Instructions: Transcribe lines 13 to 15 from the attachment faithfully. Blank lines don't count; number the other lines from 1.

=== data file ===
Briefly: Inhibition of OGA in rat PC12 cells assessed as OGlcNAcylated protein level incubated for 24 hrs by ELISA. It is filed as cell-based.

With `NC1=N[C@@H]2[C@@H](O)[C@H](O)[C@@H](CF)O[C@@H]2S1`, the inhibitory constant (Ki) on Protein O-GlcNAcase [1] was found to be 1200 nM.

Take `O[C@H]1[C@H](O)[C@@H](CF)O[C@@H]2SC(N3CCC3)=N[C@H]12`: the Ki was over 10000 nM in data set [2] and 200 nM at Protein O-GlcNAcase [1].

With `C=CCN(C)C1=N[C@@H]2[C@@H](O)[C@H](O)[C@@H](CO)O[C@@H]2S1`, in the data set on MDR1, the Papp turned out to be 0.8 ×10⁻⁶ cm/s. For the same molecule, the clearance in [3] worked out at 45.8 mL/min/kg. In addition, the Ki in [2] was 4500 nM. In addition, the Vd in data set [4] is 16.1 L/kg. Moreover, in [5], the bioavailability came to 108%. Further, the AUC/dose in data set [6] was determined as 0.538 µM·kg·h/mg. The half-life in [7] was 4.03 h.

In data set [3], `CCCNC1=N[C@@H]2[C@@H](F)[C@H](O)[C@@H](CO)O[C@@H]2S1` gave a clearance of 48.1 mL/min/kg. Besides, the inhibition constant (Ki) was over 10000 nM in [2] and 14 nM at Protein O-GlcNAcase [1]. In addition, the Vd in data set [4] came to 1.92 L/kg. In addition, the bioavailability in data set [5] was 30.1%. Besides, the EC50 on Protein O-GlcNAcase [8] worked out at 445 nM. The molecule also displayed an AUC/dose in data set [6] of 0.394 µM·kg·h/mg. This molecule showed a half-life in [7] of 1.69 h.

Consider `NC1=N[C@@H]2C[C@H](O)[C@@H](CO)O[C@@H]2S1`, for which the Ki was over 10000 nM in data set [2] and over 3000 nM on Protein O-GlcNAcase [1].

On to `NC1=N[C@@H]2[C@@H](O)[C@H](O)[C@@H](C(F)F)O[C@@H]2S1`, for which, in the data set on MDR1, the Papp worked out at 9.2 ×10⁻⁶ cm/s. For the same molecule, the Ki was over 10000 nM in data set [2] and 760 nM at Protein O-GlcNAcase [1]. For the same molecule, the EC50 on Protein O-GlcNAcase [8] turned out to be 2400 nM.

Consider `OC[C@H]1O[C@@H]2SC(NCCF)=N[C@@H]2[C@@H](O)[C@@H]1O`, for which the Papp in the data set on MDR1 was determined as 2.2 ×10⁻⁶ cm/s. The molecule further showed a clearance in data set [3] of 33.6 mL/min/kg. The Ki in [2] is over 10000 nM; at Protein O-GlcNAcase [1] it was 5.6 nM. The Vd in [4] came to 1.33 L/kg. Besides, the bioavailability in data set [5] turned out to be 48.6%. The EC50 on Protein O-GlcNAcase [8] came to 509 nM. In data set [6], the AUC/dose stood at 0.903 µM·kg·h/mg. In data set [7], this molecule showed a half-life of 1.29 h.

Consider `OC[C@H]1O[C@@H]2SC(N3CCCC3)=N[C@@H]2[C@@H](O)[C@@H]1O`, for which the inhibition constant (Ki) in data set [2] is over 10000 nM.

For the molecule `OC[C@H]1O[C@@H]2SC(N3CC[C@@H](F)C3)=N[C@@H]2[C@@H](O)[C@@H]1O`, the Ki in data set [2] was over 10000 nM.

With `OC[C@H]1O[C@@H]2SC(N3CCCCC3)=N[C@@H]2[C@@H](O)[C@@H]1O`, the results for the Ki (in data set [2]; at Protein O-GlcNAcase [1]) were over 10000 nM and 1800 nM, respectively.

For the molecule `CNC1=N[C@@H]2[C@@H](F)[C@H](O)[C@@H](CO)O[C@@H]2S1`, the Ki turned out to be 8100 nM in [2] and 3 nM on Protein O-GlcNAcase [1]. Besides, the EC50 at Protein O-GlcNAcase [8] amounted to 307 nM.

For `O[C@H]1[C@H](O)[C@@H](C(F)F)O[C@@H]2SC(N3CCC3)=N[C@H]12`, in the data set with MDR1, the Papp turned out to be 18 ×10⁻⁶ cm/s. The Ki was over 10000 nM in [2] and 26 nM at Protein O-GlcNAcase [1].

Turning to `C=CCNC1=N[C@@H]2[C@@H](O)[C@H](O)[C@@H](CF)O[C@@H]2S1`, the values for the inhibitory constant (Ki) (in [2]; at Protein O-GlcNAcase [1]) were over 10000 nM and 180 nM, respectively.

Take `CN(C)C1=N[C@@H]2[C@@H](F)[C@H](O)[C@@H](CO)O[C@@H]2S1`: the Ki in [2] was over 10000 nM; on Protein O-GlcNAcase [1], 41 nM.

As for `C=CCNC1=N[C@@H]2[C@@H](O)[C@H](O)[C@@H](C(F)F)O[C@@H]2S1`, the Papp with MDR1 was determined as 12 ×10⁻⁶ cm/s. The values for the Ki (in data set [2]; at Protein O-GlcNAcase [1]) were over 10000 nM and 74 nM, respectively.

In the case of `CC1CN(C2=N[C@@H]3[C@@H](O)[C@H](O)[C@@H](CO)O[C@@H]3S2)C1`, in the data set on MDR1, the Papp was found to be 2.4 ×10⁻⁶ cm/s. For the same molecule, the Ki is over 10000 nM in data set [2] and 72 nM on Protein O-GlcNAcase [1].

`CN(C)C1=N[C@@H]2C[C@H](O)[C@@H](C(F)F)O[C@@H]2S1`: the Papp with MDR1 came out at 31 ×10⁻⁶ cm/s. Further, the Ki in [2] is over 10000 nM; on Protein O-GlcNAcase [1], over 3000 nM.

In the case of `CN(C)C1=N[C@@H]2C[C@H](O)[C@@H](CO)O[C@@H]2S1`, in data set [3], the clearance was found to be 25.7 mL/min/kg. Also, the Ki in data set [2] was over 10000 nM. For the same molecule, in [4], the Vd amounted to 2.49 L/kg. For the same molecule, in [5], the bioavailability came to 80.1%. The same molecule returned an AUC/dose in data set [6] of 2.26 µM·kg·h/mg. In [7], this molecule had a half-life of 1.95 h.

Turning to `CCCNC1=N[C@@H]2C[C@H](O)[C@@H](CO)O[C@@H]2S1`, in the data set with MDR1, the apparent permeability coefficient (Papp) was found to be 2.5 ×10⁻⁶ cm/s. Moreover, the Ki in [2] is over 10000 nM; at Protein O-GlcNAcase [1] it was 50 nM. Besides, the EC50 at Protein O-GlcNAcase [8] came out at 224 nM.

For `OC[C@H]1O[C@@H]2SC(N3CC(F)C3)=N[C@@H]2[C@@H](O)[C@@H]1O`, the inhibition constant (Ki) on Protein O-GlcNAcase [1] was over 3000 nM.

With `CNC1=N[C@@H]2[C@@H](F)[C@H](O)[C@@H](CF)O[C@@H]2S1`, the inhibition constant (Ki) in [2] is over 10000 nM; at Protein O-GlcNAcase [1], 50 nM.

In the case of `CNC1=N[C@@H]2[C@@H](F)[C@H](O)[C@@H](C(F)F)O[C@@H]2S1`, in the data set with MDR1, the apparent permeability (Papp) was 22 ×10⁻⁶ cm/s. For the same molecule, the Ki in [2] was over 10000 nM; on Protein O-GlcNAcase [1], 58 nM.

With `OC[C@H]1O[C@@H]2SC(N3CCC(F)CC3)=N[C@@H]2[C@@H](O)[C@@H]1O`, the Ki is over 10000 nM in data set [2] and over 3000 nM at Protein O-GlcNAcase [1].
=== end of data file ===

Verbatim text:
For `O[C@H]1[C@H](O)[C@@H](C(F)F)O[C@@H]2SC(N3CCC3)=N[C@H]12`, in the data set with MDR1, the Papp turned out to be 18 ×10⁻⁶ cm/s. The Ki was over 10000 nM in [2] and 26 nM at Protein O-GlcNAcase [1].

Turning to `C=CCNC1=N[C@@H]2[C@@H](O)[C@H](O)[C@@H](CF)O[C@@H]2S1`, the values for the inhibitory constant (Ki) (in [2]; at Protein O-GlcNAcase [1]) were over 10000 nM and 180 nM, respectively.

Take `CN(C)C1=N[C@@H]2[C@@H](F)[C@H](O)[C@@H](CO)O[C@@H]2S1`: the Ki in [2] was over 10000 nM; on Protein O-GlcNAcase [1], 41 nM.